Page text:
Mentions: A 26-year-old man presented with a single massive cutaneous nodule (reaching 30 cm in diameter) on the left shoulder and back that had been present for 15 months (Fig. 1A). The lesion grew in size progressively, with no pain and pruritus. An irregular, dark red patch was noted on the exterior skin. He had no symptom of fever or weight loss; however, there was little malaise when stretching the shoulder joint. There was no mucosal involvement. He was unresponsive to a 3-month course of itraconazole (0.4 g/day), administered before his initial visit to our hospital's department of dermatology. Physical examination revealed many enlarged superficial lymph nodes in both sides of the neck, axillary fossa, and groin, especially the left part. The routine hematological and biochemical tests were normal. Magnetic resonance scanning showed that the lesion was predominantly located on the shoulder and back, involving the skin, subcutaneous tissue, and subjacent muscle group (Fig. 1B, C), and was accompanied by obvious lymph node enlargement in the left part of the neck, supraclavicular fossa, and axillary fossa (Fig. 1D). Left cervical lymph node biopsy was performed, and microscopic examination revealed diffuse effacement of the normal nodal architecture with patchy chronic inflammatory cell infiltrates comprising lymphocytes and sheets of histiocytes (Fig. 2A). Some histiocytes contained lymphocytes within their pale cytoplasm, suggesting emperipolesis (Fig. 2B). Many multinucleated giant cells were found; however, caseating granulomas were not seen. The skin and muscle biopsy specimen obtained from the back revealed infiltrating lymphocytes and histiocytes diffusely distributed in the dermis (Fig. 2C), subcutaneous tissue, and crevices of the muscle fibers. The phenomenon of emperipolesis and the presence of multinucleated giant cells were also seen (Fig. 2D). Immunohistochemical staining revealed that the histiocytes were positive for S-100 protein (Fig. 2E) and CD68 (Fig. 2F) but negative for CD1a (Fig. 2G). Immunophenotyping of the infiltrating lymphocytes indicated positive reactions to CD3 (Fig. 2H), CD45RO, CD5, CD7, CD4, CD8 (partly), CD79a (Fig. 2I), CD20 (partly), and Ki-67 (<1%) (Fig. 2J). On the basis of clinical data and histopathologic findings, the diagnosis was concluded to be RDD with nodal and extranodal involvement. Owing to the extensive and deep involvement of the subcutaneous tissue and muscles, the patient did not undergo surgery to excise the massive skin nodule. Furthermore, he refused any topical and oral medicine. The massive lesion showed no obvious change at the 12-month follow-up.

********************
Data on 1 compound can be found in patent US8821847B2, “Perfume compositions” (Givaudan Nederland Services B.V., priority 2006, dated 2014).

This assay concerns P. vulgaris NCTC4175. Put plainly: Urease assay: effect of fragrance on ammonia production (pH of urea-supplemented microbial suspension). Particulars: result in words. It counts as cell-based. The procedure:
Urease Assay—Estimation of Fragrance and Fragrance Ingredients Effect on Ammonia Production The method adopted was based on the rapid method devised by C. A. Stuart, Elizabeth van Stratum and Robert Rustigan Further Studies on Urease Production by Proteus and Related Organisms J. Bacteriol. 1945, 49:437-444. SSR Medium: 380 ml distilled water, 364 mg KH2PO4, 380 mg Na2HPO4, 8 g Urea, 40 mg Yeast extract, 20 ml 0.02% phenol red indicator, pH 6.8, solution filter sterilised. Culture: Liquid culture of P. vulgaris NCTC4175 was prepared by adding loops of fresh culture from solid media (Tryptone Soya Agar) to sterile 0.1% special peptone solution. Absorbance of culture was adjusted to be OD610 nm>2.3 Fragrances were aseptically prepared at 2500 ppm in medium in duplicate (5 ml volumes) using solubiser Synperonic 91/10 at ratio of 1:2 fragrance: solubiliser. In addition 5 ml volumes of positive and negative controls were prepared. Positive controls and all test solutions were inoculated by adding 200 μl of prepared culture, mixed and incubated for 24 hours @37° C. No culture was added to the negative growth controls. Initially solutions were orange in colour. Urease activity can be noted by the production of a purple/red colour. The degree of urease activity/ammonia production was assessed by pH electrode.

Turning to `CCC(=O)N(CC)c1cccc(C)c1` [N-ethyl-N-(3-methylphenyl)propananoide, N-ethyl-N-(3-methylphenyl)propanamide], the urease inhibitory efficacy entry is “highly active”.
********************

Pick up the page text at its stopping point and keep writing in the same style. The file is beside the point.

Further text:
Bottom Line: Many multinucleated giant cells were found; however, caseating granulomas were not seen.Immunohistochemical staining revealed that the histiocytes were positive for S-100 protein and CD68 but negative for CD1a.The lesion showed no obvious change at the 12-month follow-up.

View Article: PubMed Central - PubMed

Affiliation: Department of Dermatology, Third Affiliated Hospital, Sun Yat-Sen University, Guangzhou, China.

ABSTRACT
Rosai-Dorfman disease is a rare, idiopathic, benign, and self-limiting histiocytic proliferative disorder. A 26-year-old man presented with a single massive cutaneous nodule (reaching 30 cm in diameter) on the left shoulder and back for 15 months. The routine hematological and biochemical tests were normal. Magnetic resonance scanning showed the lesion involved the skin, subcutaneous tissue, and subjacent muscle group, accompanied by obvious lymph node enlargement in the left part of the neck, supraclavicular fossa, and axillary fossa. The histopathology of the left cervical lymph node revealed diffuse effacement of the normal nodal architecture, with patchy chronic inflammatory cell infiltrates comprising lymphocytes and sheets of histiocytes. Some histiocytes contained lymphocytes within their pale cytoplasm. Many multinucleated giant cells were found; however, caseating granulomas were not seen. The skin and muscle biopsy specimen obtained from the back revealed infiltrating lymphocytes and histiocytes diffusely distributed in the dermis, subcutaneous tissue, and crevices of the muscle fibers. The phenomenon of emperipolesis and the presence of multinucleated giant cells were also seen. Immunohistochemical staining revealed that the histiocytes were positive for S-100 protein and CD68 but negative for CD1a. Immunophenotyping of the infiltrating lymphocytes indicated positive reactions to CD3, CD45RO, CD5, CD7, CD4, CD8 (partly), CD79a, CD20 (partly), and Ki-67 (<1%). The final diagnosis was Rosai-Dorfman disease. Owing to the extensive and deep involvement of the subcutaneous tissue and muscles, the patient did not undergo surgery to excise the massive skin nodule. The lesion showed no obvious change at the 12-month follow-up.

No MeSH data available.


Related in: MedlinePlus